The Storm, The Yellow Wallpaper, Young Goodman Brown Essay Example For Students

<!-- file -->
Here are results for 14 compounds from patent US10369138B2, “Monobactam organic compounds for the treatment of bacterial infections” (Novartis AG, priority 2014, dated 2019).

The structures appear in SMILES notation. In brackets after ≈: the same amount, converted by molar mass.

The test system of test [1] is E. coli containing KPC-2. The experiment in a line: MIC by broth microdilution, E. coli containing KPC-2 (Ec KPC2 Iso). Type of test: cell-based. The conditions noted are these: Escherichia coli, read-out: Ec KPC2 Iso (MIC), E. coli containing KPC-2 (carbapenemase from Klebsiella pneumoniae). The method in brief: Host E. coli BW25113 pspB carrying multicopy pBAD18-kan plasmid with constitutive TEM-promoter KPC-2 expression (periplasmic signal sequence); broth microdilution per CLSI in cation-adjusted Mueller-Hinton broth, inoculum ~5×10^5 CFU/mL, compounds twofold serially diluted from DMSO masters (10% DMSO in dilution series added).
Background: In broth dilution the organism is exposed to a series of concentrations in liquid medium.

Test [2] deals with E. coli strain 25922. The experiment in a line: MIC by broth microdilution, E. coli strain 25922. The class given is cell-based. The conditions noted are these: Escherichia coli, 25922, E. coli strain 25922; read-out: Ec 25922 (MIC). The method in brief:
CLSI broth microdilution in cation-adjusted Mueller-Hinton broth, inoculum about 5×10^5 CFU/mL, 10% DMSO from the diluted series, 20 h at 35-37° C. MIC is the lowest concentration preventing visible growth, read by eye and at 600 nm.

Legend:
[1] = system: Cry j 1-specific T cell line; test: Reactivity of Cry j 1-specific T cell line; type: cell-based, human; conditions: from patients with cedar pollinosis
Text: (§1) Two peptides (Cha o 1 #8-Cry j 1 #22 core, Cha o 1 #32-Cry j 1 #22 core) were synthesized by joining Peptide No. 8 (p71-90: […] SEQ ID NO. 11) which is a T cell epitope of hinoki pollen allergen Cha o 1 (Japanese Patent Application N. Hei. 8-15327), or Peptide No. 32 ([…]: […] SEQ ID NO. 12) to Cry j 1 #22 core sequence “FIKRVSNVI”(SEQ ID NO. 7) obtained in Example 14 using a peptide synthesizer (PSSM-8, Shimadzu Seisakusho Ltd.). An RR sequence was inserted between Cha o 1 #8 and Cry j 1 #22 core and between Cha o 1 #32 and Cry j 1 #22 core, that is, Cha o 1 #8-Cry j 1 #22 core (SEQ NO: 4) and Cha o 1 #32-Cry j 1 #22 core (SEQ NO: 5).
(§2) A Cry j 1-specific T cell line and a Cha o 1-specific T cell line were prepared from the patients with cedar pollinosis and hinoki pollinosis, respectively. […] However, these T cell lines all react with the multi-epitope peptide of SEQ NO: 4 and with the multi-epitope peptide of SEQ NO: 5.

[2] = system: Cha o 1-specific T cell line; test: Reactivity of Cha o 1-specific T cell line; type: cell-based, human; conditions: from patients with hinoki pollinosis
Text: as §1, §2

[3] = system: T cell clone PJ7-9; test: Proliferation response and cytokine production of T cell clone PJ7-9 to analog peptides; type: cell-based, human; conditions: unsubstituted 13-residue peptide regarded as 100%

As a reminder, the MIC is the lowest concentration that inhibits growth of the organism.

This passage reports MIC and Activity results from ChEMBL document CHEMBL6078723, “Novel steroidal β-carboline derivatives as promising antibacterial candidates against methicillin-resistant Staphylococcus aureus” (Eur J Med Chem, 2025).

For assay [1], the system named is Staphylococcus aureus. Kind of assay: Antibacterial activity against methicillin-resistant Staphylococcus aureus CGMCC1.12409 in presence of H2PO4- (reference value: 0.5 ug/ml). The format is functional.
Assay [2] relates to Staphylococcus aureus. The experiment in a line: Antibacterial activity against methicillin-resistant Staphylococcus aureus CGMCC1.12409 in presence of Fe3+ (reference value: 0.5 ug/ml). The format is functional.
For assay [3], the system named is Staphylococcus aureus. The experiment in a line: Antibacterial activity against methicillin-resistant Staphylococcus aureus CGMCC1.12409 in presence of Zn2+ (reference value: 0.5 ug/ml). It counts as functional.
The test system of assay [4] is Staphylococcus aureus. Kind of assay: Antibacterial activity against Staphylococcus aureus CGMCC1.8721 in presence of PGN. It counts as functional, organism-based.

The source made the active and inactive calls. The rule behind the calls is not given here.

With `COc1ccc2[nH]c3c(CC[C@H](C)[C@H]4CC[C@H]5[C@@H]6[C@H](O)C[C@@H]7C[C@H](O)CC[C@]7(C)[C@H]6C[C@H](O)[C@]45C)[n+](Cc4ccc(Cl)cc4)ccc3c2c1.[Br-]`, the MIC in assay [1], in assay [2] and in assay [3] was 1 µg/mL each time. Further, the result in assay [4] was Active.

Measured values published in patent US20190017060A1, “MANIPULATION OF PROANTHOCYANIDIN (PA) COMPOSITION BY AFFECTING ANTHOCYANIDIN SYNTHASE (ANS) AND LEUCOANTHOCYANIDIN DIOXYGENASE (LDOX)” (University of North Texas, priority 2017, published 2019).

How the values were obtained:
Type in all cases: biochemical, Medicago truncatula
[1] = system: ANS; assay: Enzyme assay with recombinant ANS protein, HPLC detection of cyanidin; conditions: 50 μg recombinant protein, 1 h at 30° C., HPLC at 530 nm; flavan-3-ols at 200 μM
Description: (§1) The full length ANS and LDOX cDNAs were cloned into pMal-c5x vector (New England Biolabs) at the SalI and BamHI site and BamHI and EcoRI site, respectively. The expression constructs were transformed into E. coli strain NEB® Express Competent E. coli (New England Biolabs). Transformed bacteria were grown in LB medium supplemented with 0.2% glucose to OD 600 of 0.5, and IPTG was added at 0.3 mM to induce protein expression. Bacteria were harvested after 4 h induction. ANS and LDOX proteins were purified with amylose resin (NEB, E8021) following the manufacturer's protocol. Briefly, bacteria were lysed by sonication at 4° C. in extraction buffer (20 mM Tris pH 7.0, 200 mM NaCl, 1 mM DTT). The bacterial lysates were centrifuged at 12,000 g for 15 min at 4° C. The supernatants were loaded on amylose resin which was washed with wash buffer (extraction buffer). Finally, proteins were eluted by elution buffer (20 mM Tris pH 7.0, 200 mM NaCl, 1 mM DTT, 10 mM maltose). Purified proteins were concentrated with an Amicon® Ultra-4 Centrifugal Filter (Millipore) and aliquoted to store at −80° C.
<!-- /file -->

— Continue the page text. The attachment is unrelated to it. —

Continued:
The Storm, The Yellow Wallpaper, Young Goodman Brown Essay Because writing is inherently romantic in nature, throughout the history of literature, we see many authors insights into the enigmatic and often ambiguous subject of love and relationships. Three short stories penned by three separate American writers deal with such matter: Charlotte Perkins Gillman in The Yellow Wallpaper, Kate Chopin in The Storm, and Nathaniel Hawthorne in Young Goodman Brown. Though the relationships presented in each of these stories are unique in their own persuasion, the same underlying theme runs true in all. At first glance all of these relationships may appear healthy in their existence; however, further introspection uncovers specific maladies which I believe elicit much of the discord which arises within each of these writings. All of the husbands in the aforementioned short stories evoke, though some more subtly than others, varying degrees of conflict. Gillmans The Yellow Wallpaper is a story pertaining to, and narrated by, a women suffering from depression after the recent birth of a child. Although the name of the women in the story is never revealed, many believe this is short story is an excerpt from the authors life. We will write a custom essay on The Storm, The Yellow Wallpaper, Young Goodman Brown specifically for you for only $16.38 $13.9/page Order now Much of the setting of the story takes place in an aging mansion recently inhabited by the narrator and John, the narrators husband. Due to her affliction and under strict instruction of her husband John, who is also a physician, the narrator is sentenced to bed rest in one of the upper rooms of the house. The walls of the room in which the narrator is forced to occupy, are enveloped with decrepit yellow wallpaper displaying an irksome pattern which, coupled with the ennui of doing nothing, works in a maleficent manner on the mental sanctity of the narrator. The narrators ailment could easily be rectified if she were allowed to busy herself. However, Johns view as a doctor denies any type of activity, even writing, for he feels it will only exacerbate her already fragile condition. John is characterized by Gillman as being very analytical, very scientific in thought. As such, so when he fails to find anything physically wrong with his wife he attributes it to fatigue, almost refusing to entertain the idea that it might be an emotional unsoundness that afflicts her. There also appears to be an immense lack of communication between the narrator and her husband John. I had no intention of telling him it was because of the wallpaper, says the narrator, referring to her husband, he would make fun of me. He might even want to take me awayGillman 583. This paucity of interchange and inability of John to truly listen to his wifes needs are the ultimate sources of conflict in the story. Similar conflict is also found in Chopins short work The Storm. However, the disharmony does not manifest itself in such an apparent fashion as witnessed in The Yellow Wallpaper. The Storm takes place in New Orleans and deals with the controversial issue of infidelity. Here again we can attribute a substantial portion of the stories conflict to the husband, Bobinot, who seems almost indifferent to his wife Calixta. In the opening of the short story by Chopin we find Bobinot and his son, Bibi, sitting in front of a local store where they notice a storm of impending detriment drawing near. Bobinots lack of concern rears its proverbial head when Bibi draws attention to the fact that Calixta is at home alone. Mamall be fraid, yes, he suggested with blinking eyes. Shell shut the house. Maybe she got Sylvie helpn her this evenin, Bobinot responded reassuringly. Chopin 645. Bobinot seems to have no sense of urgency where his wifes safety is involved, and the elusion becomes evident that their relationship falls considerably short of perfect. Further into the story we find this elusion becomes fact when Calixta indulges in an extramarital affair with a gentleman named Alcee. .ubc30b46eacc54381e996fc1089c4b4cf , .ubc30b46eacc54381e996fc1089c4b4cf .postImageUrl , .ubc30b46eacc54381e996fc1089c4b4cf .centered-text-area { min-height: 80px; position: relative; } .ubc30b46eacc54381e996fc1089c4b4cf , .ubc30b46eacc54381e996fc1089c4b4cf:hover , .ubc30b46eacc54381e996fc1089c4b4cf:visited , .ubc30b46eacc54381e996fc1089c4b4cf:active { border:0!important; } .ubc30b46eacc54381e996fc1089c4b4cf .clearfix:after { content: ""; display: table; clear: both; } .ubc30b46eacc54381e996fc1089c4b4cf { display: block; transition: background-color 250ms; webkit-transition: background-color 250ms; width: 100%; opacity: 1; transition: opacity 250ms; webkit-transition: opacity 250ms; background-color: #95A5A6; } .ubc30b46eacc54381e996fc1089c4b4cf:active , .ubc30b46eacc54381e996fc1089c4b4cf:hover { opacity: 1; transition: opacity 250ms; webkit-transition: opacity 250ms; background-color: #2C3E50; } .ubc30b46eacc54381e996fc1089c4b4cf .centered-text-area { width: 100%; position: relative ; } .ubc30b46eacc54381e996fc1089c4b4cf .ctaText { border-bottom: 0 solid #fff; color: #2980B9; font-size: 16px; font-weight: bold; margin: 0; padding: 0; text-decoration: underline; } .ubc30b46eacc54381e996fc1089c4b4cf .postTitle { color: #FFFFFF; font-size: 16px; font-weight: 600; margin: 0; padding: 0; width: 100%; } .ubc30b46eacc54381e996fc1089c4b4cf .ctaButton { background-color: #7F8C8D!important; color: #2980B9; border: none; border-radius: 3px; box-shadow: none; font-size: 14px; font-weight: bold; line-height: 26px; moz-border-radius: 3px; text-align: center; text-decoration: none; text-shadow: none; width: 80px; min-height: 80px; background: url(https://artscolumbia.org/wp-content/plugins/intelly-related-posts/assets/images/simple-arrow.png)no-repeat; position: absolute; right: 0; top: 0; } .ubc30b46eacc54381e996fc1089c4b4cf:hover .ctaButton { background-color: #34495E!important; } .ubc30b46eacc54381e996fc1089c4b4cf .centered-text { display: table; height: 80px; padding-left : 18px; top: 0; } .ubc30b46eacc54381e996fc1089c4b4cf .ubc30b46eacc54381e996fc1089c4b4cf-content { display: table-cell; margin: 0; padding: 0; padding-right: 108px; position: relative; vertical-align: middle; width: 100%; } .ubc30b46eacc54381e996fc1089c4b4cf:after { content: ""; display: block; clear: both; } READ: Compare and contrast 'The Darkness Out There' by Penelope Lively and 'The Red Room' by H G Wells EssayChopin writes in her depiction of Calixtas affair that Her firm elastic flesh that was knowing for the first time its birthright, making it undoubtedly clear of the scarcity of passion that exists between Calixta and Bobinot Chopin 647. In this case, Bobinots apathetic position in his marriage prompted Calixta to seek passion and fulfillment in the arms of another man. In the short story Young Goodman Brown by Nathaniel Hawthorne we again see the husband cast as the role of antagonist. However, Brown, the husband of this story, affords the conflict in a much more perceptible fashion than seen before in the earlier mentioned writings. Hawthorne begins his story with Brown, who is departing on a business dealing of an unspecified nature, giving his farewells to his wife Faith. They appear very much in love and the conversation depicts nothing which would lead one to believe that their relationship is anything but perfect. Yet, after further inspection I encountered dialogue which leads me to believe that there may be a deficiency of trust within the relationship. Faith, within their discourse, pleads with Brown to stay at home with her because she is afraid of being alone. Brown responds, in a manner that a guilty man might, What, my sweet, pretty wife, dost thou doubt me already, and we but three months married? Hawthorne 634. Hawthorne also uses symbolism to depict the lack of trust which afflicts Young Goodman Brown. Hawthorne speaks, with brevity, of a second traveler, ominously characterized as being much like Brown in appearance yet with a much darker quality. This second traveler, I believe, embodies all of Browns own vile and debase essence and represents the struggle with his insufficient faith. After the chain of events which took place in the forest, Browns beliefs are tested to the fullest extent. He can either except what he saw as reverie, trusting his wife would never succumb to the temptations of such malfeasance, or take what he saw as truth, that many key figures, including Faith, are indeed involved in witchcraft. Hawthorne suggests in his writing that Brown fell victim to the latter. Often, awakening suddenly at midnight,, Hawthorne says of Goodman Brown, he shrank from the bosom of Faith; and at morning or eventide, when the family knelt down at prayer, he scowled and muttered to himself, and gazed sternly at his wife, and turned a Many, I am sure, could interpret or acquisition other sources of conflict for each of the three given stories, as could I. However, I have shown that the ultimate inception of discord must be attributed to the husbands in these stories. Though with varying degrees of distinctness, Johns inability to truly understand his wifes needs in The Yellow Wallpaper, Bobinots apathy towards Calixta in The Storm, and Browns want of faith in Young Goodman Brown, each act as the kindling used to incite the flame of conflict within these writings.